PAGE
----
Ate 1 and 2 always have Excuses

Ate One and Two always have a reason for why they did (or didn't do) something. Like, when I asked, "Bakit ngayon lang kayo umuwi? Di ba sabi ko until 5 pm lang kayo". Ate One will answer with, "Sabi kasi ni Tita Jacq, mamaya na lang daw kami uwi eh." And followed by Ate Two, "Saka ipapaalam nya daw kami eh (which was happened)".

Sounds familiar?

Here’s a 3-step process that shows how we (parents) can do this:

1. Name it.  In order to best handle this behavior, it’s going to be most effective if you directly state what it is that your child is doing.  Here's a simple statement for parents to use: “It sounds like you’re blaming _______ for the fact that you ________.”  For example, say your son goes on video games everyday after school instead of doing homework.  You set up a homework structure with him where he can earn video game time after his homework is complete, and he still keeps going on to play video games with his friends instead of doing his homework, saying something like, “Well, I always play with Tommy, and he can’t play later, and if I wait until I’m done with my homework, I’m not going to have anyone to play with.” Instead of lecturing him for the 100th time about the importance of doing well in school, try saying: “It sounds like you’re blaming Tommy for you choosing not to follow the rule around homework.”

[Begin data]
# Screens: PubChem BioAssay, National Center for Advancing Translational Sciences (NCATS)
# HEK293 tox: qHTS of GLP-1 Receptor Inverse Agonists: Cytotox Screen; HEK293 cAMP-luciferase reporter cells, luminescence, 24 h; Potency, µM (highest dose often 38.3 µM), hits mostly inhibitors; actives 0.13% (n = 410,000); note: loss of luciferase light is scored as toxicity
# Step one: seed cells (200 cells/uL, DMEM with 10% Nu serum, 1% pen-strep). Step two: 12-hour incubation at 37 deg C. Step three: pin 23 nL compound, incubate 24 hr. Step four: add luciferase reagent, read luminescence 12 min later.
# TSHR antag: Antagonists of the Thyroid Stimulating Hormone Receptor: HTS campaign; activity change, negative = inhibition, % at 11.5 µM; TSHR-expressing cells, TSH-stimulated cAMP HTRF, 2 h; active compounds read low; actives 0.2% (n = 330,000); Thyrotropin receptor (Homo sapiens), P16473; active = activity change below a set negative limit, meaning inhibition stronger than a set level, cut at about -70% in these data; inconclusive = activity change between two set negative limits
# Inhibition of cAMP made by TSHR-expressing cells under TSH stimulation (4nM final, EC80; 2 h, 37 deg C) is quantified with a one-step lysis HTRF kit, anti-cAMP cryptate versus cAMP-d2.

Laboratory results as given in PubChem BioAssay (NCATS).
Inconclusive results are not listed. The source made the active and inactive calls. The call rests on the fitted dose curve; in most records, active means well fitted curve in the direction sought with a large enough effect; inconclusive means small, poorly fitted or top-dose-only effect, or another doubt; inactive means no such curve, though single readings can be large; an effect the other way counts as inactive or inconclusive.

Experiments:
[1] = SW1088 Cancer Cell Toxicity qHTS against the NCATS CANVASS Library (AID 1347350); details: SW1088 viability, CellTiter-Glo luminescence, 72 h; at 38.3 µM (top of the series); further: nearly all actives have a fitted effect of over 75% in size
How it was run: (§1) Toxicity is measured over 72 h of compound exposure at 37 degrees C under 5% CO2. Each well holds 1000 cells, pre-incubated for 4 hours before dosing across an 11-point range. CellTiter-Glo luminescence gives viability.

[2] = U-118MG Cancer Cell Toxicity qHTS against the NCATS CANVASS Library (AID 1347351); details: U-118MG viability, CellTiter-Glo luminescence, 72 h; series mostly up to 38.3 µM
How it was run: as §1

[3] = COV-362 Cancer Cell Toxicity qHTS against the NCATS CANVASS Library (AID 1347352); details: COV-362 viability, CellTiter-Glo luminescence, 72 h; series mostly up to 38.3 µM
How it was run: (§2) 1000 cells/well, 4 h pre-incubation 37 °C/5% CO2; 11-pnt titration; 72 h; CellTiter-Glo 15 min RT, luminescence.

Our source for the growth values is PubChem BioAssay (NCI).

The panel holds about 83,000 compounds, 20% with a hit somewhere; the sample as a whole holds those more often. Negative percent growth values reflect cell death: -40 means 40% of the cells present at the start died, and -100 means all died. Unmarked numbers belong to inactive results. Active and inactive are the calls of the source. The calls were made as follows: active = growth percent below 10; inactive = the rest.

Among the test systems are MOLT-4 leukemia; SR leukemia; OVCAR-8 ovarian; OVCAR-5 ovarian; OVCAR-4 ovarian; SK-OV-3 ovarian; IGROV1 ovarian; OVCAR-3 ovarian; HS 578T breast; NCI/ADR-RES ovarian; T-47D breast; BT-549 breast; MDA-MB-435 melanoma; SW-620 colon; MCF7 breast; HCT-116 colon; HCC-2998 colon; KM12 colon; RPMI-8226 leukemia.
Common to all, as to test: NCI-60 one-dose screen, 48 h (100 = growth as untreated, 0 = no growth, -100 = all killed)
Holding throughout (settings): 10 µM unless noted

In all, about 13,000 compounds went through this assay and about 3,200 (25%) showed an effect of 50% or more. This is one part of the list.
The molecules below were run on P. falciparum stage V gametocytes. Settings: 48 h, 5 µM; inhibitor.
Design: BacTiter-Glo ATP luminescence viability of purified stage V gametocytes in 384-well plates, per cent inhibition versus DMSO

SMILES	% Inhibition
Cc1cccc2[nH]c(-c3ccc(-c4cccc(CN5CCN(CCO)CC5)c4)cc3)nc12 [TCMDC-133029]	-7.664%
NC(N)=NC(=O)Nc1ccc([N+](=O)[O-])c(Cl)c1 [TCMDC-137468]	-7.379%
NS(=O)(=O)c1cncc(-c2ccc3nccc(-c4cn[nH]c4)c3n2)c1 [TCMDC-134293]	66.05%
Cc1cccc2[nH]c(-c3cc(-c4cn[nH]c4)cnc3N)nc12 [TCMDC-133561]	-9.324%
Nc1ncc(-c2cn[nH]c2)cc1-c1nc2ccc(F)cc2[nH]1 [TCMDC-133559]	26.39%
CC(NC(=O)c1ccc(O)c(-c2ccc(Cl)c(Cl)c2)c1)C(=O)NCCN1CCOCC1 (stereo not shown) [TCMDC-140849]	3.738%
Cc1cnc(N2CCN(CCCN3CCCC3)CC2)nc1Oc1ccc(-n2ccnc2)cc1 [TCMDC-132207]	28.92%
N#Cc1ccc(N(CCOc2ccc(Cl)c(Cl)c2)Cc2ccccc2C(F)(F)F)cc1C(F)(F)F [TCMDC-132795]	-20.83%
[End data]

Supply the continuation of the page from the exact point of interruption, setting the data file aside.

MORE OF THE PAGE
2. Restate the rule or the expectation.  Again, you’re going to be the most effective if you do not give your child a lecture; rather, simply state what your house rule is around the behavior you are seeing.  Using the above example, you might say, “The rule is, you get to play video games after your homework is done.”

3. Problem solve with your child about next time.  When everyone is calm, having a problem-solving conversation with your child about what he or she will do differently to follow the rule next time.  Remember, it’s more effective to focus on how your child is going to take responsibility rather than argue about whose fault it is, or isn’t.  The parent in this example might say “Blaming others isn’t going to fix this for you.  What are you going to do differently tomorrow to make sure you are following the rules around video games and homework?”

Keep in mind, making excuses just means that our child is human, not that he’s a bad kid or that she’s never going to be able to be responsible.  Using these tips can help develop that sense of accountability for his or her actions.

Source: Empowering Parents


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